DAYMOND JOHN, 28, founder of the FUBU clothing company
Daymond John is the first to admit that he owes it all to Mom. John, founder of the FUBU clothing company, says it was his mother, Margot, 51, who first taught him to sew when he was 24. Then, when sales of his homemade tie-top hats began to soar, it was Margot, an American Airlines hostess, who re-mortgaged her house in Queens, N. Y., for $100,000 and moved out, allowing her only son to convert it into a factory. In 1994, John expanded his cap business into the “urban gear” market, stitching his FUBU logo (For Us, By Us) into baggy jeans, aviator jackets, down bubble-coats and a variety of headgear, from flapped hunting caps to cowboy hats. Now his designs are sold by Macy ‘s, Casual Male and other mainstream stores across the U.S., and his one-man operation has grown to include three partners and 15 full-time office workers. Last year, FUBU cleared some $7 million in sales, and John moved his office to the Empire State Building. Last month he staged his biggest runway show for buyers and the press from New York’s fashion center, Seventh Avenue.
First person: “I got into the apparel industry by selling clothes in the street. I would first make hats at home and then go in the street and sell them.” One weekend, at a Queens shopping mall, John and a friend “sold about $800 worth of hats, and I was hooked.”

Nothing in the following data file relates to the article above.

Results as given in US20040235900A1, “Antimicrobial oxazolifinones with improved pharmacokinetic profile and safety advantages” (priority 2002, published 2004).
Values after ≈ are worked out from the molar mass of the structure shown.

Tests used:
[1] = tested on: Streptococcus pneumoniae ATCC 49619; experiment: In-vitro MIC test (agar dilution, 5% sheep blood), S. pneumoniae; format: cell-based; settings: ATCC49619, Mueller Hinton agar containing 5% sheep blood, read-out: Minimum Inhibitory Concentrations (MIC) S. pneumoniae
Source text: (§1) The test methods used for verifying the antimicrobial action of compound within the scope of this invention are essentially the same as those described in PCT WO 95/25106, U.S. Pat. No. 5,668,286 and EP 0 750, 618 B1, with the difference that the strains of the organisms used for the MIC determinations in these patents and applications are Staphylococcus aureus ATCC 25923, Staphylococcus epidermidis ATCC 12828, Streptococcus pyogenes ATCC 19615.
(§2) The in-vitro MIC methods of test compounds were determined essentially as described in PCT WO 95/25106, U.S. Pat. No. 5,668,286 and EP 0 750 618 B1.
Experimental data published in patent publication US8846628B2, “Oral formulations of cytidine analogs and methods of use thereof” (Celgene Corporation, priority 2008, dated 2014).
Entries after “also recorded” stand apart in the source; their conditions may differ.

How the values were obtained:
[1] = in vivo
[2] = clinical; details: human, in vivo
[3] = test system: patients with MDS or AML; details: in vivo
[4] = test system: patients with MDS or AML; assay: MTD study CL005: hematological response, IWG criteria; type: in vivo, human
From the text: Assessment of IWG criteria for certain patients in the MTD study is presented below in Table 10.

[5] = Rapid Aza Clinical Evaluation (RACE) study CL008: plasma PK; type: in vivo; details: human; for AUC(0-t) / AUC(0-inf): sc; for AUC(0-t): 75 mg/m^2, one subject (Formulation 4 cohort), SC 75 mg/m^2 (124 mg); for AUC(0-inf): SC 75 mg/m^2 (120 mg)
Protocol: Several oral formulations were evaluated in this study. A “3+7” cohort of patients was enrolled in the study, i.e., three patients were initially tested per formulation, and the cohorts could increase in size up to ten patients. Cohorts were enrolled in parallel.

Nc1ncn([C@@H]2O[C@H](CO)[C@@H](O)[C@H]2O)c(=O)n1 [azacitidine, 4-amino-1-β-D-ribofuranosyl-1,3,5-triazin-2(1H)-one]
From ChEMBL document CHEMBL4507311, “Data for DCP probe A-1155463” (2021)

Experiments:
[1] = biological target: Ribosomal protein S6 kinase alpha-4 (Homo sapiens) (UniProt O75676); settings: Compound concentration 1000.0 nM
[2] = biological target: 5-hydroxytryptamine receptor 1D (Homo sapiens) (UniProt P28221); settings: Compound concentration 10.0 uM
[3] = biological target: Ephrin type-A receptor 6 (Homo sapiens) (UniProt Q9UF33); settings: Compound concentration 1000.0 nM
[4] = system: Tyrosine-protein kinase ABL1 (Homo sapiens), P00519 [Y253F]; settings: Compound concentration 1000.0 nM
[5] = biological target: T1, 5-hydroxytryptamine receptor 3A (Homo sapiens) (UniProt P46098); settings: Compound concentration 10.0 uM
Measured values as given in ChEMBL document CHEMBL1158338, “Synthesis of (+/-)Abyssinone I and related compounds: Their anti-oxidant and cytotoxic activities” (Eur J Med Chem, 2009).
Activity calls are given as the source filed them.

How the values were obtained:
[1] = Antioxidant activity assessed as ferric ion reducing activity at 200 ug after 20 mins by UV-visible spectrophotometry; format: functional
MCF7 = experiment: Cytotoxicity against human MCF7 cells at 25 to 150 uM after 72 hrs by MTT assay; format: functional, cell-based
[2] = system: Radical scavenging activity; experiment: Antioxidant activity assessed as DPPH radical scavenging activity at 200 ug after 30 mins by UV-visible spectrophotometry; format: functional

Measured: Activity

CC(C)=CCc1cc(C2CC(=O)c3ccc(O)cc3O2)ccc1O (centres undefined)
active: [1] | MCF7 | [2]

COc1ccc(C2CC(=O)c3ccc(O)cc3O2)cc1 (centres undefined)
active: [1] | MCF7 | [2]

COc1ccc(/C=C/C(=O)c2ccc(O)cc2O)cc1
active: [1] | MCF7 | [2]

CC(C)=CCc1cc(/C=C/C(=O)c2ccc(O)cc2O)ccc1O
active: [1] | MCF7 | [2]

Second person: “He lives and breathes what he’s making,” says Elena Romero, a young-menswear-market editor for fashion mag DNR. “That’s why FUBU’s popular with kids.”
Odyssey: Raised in Queens, the only child of a single mother; after finishing high school, he waited tables at Red Lobster, drove a gypsy cab and got into fashion only after trying to buy a tie-top hat one day: “I found one and it was like $20. For a couple of pieces of cloth? And the sewing looked so easy. I said, ‘For $20,1 could make 20 of these a day.’ ”
The grind: “I would get up at 8, go buy fabrics, make some hats until 2 p.m., call stores or go try and sell them until 4 or 5 o’clock, go to work the dinner shift, get home about 12 and make hats until around 5 in the morning.”
Big break: Free international exposure when rap stars like L.L. Cool J—a boyhood pal from Queens—and other hip-hop performers began sporting his clothes and FUBU trademark in their music videos.
Where first big profits went: To pay off the mortgage on his mother’s home.
First splurge: A champagne-colored 1996 Lexus GS.
Lifelong debt: “I owe my success to my mom, who instilled in me the fact that I could do anything I wanted to do.”